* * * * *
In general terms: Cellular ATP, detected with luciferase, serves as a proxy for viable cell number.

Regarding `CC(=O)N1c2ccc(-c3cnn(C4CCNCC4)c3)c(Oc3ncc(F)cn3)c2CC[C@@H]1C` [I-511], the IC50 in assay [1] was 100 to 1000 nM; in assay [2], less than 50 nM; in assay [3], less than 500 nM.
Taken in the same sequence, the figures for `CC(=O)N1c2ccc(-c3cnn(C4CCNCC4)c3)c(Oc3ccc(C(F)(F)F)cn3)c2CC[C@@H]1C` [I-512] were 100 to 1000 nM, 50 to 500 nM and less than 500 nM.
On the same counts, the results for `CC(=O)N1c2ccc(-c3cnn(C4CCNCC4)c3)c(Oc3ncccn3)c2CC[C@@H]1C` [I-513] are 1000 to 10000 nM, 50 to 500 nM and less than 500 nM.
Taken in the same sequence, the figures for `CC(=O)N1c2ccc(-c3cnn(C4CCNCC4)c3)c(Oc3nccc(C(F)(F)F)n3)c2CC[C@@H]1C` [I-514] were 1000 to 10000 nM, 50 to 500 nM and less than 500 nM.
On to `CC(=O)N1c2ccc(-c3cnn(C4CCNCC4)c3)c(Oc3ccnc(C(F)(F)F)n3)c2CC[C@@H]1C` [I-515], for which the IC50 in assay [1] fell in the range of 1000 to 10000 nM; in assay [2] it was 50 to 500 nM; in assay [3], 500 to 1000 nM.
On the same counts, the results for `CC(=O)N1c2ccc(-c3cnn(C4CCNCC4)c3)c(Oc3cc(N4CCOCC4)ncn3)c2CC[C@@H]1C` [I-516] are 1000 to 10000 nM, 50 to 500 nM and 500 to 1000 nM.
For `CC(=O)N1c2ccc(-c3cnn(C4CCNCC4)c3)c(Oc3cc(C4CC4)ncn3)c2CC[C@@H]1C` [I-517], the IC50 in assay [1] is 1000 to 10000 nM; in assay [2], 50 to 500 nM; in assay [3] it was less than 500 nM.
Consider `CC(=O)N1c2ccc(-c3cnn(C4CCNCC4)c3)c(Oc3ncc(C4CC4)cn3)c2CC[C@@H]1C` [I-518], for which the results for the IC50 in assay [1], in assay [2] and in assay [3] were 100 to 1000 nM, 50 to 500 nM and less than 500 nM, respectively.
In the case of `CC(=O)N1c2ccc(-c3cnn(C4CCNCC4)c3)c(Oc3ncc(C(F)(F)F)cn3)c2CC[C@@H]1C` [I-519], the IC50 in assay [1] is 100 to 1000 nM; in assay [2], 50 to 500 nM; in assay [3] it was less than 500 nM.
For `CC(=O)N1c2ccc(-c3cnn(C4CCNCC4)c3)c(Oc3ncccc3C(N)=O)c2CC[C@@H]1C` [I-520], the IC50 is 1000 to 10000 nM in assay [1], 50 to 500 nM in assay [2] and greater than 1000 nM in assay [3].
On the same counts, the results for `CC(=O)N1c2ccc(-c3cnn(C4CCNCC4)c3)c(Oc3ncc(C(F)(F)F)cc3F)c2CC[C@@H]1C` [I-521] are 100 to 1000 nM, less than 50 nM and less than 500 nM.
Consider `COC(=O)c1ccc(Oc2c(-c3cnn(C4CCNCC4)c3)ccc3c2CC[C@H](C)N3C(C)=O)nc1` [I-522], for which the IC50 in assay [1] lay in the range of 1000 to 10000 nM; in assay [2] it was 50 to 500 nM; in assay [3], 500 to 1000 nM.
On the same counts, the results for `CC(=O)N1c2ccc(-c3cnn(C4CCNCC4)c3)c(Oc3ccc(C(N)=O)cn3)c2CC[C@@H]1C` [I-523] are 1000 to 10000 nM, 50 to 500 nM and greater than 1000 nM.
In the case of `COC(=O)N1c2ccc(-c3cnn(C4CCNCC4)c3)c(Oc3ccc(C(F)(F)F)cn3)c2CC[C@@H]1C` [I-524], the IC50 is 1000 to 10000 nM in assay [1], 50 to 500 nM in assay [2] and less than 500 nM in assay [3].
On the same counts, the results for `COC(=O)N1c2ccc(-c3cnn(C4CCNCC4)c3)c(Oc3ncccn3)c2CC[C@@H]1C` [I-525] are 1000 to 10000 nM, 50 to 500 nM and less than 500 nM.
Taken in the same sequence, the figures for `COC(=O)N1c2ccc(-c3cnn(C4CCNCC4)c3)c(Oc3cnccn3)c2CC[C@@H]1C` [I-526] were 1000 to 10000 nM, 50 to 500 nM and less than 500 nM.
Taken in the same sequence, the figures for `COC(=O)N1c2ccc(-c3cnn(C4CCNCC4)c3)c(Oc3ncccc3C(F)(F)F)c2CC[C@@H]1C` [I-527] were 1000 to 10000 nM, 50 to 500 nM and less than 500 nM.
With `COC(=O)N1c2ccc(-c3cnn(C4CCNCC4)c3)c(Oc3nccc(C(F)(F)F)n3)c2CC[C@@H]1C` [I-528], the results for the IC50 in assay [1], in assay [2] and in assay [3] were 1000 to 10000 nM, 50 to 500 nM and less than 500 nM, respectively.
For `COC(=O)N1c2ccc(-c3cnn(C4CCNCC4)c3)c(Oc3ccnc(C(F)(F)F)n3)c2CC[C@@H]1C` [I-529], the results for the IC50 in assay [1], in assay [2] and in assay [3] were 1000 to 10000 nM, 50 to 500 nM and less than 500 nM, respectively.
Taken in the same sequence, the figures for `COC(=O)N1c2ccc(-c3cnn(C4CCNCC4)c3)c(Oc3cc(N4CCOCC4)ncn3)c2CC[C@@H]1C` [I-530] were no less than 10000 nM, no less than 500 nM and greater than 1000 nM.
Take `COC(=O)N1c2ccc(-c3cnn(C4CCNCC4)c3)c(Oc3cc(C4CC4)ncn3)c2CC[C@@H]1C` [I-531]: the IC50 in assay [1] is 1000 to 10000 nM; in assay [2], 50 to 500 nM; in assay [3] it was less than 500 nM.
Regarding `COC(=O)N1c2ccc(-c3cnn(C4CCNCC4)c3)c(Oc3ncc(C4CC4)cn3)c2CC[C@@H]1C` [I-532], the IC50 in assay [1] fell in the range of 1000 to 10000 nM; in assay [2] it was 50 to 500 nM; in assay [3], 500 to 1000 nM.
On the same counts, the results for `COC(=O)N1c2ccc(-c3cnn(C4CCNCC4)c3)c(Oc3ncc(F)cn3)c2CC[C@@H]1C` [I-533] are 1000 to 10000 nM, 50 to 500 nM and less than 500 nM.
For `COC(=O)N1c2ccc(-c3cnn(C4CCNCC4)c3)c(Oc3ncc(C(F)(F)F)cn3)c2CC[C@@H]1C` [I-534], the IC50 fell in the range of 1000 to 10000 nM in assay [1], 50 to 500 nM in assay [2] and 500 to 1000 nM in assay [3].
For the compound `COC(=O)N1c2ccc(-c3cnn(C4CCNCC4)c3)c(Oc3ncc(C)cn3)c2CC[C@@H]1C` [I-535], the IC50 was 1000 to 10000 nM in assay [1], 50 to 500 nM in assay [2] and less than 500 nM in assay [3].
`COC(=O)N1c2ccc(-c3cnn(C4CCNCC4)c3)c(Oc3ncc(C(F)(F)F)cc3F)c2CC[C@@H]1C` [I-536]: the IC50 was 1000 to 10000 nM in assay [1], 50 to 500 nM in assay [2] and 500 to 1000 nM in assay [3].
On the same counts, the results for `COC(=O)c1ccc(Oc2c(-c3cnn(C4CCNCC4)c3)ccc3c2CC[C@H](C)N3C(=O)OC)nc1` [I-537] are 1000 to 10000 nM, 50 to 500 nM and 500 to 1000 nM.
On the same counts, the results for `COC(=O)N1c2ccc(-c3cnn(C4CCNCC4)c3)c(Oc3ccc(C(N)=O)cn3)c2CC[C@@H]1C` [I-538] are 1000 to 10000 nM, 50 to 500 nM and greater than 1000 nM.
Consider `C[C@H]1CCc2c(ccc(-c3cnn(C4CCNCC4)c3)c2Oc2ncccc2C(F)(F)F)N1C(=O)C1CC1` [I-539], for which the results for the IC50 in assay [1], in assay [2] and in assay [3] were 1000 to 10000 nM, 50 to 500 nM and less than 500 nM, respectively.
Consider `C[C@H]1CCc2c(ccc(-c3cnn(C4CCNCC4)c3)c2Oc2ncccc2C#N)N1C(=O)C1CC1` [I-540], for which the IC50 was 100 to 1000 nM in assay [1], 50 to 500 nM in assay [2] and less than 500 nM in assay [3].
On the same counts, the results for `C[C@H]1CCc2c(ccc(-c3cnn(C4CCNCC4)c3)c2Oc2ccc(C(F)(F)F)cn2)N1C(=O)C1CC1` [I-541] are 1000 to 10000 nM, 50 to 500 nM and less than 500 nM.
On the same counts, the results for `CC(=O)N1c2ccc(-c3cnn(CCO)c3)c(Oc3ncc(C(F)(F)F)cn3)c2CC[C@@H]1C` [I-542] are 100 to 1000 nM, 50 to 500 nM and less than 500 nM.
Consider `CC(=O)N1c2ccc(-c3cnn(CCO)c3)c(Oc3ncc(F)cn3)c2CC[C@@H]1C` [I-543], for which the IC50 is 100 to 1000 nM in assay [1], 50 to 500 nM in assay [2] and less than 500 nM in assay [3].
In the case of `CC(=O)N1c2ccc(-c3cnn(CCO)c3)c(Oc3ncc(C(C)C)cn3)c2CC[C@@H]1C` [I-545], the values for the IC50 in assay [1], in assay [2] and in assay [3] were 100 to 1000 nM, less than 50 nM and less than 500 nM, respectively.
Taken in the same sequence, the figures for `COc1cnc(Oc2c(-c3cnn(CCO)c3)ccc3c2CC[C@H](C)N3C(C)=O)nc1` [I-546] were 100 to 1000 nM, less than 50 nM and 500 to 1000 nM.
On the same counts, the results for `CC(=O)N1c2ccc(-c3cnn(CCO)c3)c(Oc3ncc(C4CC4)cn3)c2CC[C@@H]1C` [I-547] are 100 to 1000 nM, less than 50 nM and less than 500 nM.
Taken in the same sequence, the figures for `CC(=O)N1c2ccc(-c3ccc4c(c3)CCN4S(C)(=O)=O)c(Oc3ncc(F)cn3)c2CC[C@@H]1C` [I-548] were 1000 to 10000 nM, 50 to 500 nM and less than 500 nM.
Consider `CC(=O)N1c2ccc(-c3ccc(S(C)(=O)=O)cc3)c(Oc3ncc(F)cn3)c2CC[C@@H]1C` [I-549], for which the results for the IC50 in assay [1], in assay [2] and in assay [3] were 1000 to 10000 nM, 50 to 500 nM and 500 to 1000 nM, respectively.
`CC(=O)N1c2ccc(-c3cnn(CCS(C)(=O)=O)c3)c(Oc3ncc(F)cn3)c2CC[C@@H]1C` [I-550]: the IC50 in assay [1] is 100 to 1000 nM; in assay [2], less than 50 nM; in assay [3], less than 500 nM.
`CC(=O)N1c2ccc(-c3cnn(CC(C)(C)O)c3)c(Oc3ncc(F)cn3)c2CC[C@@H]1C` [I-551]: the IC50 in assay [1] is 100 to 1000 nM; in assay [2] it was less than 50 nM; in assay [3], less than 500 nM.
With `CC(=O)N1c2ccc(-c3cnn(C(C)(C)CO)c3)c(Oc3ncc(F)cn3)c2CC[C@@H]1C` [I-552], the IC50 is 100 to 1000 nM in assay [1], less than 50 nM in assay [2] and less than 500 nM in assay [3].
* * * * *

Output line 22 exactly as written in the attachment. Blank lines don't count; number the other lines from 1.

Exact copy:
Take `COC(=O)N1c2ccc(-c3cnn(C4CCNCC4)c3)c(Oc3cc(C4CC4)ncn3)c2CC[C@@H]1C` [I-531]: the IC50 in assay [1] is 1000 to 10000 nM; in assay [2], 50 to 500 nM; in assay [3] it was less than 500 nM.